Ville-ès-Nouaux stone circle is a long chamber and cist-in-circle originally covered by sand dunes. The long chamber was discovered in 1869 by quarrymen looking for stone. By the time the Société Jersiaise became aware of the site two of the capstones had already been broken up. A further seven capstones and two parallel rows of uprights were excavatated.The chamber was further excavated in 1883 which revealed the eastern end of the chamber and the row of curb stones to the north. Further digging a few metres away found a rubble cairn, the cist-in-circle and two smaller cists. The circle, originally covered by a clay mound is 6m in diameter with dry stone rubble between the stones.
At the centre 5 stones formed a cap stoned cist. Nothing was found in the cist other than some ashes and earth.Two levels were noted in long chamber. The lower level was paved with sea pebbles and had few associated finds but the upper layer, which was also paved contained at least sixteen vessels. Nine of these were Beaker type pots protected by stone slabs and six were Jersey bowls. An archers wrist guard was also found.The site was later used as a Bronze Age cemetery where at least 14 urns containing cremated remains were buried.
The age of Ville-ès-Nouaux circle is not sure, but can be constructed in the Neolithic or Chalcolithic age (3250 - 2250BC).References:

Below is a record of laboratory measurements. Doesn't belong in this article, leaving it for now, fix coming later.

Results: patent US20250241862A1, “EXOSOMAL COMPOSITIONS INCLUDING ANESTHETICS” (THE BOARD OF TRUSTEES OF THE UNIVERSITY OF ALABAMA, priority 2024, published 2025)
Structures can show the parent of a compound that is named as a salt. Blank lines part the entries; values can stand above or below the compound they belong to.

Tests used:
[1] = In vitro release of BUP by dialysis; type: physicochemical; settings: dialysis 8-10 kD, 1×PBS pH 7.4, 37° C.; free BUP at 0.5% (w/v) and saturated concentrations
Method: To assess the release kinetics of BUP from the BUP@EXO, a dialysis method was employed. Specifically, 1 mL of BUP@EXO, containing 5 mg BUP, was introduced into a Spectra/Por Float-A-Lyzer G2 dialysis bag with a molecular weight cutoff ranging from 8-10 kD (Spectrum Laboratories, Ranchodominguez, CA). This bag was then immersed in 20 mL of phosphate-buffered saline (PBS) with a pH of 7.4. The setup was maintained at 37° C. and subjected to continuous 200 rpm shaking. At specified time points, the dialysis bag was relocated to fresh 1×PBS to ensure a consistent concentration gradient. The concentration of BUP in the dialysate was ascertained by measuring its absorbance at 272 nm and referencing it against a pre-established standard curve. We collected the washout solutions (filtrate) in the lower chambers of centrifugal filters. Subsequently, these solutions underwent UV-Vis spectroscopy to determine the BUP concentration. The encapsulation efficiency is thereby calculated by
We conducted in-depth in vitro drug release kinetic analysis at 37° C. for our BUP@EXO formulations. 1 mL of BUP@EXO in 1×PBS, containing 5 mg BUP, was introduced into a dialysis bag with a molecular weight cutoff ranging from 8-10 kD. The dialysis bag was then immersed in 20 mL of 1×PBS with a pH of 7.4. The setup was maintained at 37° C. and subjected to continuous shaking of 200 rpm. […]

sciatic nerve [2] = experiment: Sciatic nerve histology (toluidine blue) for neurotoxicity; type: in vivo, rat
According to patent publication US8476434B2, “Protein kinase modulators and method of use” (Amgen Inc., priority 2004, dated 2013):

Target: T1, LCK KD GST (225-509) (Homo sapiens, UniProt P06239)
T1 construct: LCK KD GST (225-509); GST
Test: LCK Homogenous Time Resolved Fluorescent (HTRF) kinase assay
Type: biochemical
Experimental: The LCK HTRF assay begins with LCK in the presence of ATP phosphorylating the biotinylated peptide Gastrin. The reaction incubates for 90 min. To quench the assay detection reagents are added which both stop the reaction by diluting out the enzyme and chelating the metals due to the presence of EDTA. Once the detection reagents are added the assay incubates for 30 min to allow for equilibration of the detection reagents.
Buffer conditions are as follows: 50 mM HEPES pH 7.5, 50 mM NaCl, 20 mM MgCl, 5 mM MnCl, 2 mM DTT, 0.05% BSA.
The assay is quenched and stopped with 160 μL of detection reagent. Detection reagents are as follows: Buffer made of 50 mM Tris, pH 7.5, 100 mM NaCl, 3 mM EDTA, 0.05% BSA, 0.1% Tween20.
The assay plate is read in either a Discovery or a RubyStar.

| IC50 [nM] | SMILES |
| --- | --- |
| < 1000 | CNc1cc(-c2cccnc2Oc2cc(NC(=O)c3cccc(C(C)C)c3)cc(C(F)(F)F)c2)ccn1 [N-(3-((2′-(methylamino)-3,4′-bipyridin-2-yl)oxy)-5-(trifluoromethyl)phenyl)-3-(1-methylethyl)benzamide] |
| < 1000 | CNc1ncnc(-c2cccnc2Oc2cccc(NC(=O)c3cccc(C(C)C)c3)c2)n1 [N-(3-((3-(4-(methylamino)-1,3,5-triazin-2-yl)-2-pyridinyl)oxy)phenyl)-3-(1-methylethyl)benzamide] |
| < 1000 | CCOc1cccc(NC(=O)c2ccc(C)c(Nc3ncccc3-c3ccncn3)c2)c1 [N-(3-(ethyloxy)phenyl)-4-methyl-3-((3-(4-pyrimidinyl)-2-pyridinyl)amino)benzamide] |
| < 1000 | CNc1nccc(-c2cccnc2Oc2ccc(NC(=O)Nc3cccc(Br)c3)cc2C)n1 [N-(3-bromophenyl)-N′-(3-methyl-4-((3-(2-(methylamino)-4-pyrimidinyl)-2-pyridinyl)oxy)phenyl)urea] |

Fisherman's Bastion is a terrace in neo-Gothic and neo-Romanesque style situated on the Buda bank of the Danube, on the Castle hill in Budapest, around Matthias Church. It was designed and built between 1895 and 1902 on the plans of Frigyes Schulek. Construction of the bastion destabilised the foundations of the neighbouring 13th century Dominican Church which had to be pulled down. Between 1947–48, the son of Frigyes Schulek, János Schulek, conducted the other restoration project after its near destruction during World War II.
From the towers and the terrace a panoramic view exists of Danube, Margaret Island, Pest to the east and the Gellért Hill.
Its seven towers represent the seven Magyar tribes that settled in the Carpathian Basin in 896.
The Bastion takes its name from the guild of fishermen that was responsible for defending this stretch of the city walls in the Middle Ages. It is a viewing terrace, with many stairs and walking paths.
A bronze statue of Stephen I of Hungary mounted on a horse, erected in 1906, can be seen between the Bastion and the Matthias Church. The pedestal was made by Alajos Stróbl, based on the plans of Frigyes Schulek, in Neo-Romanesque style, with episodes illustrating the King's life.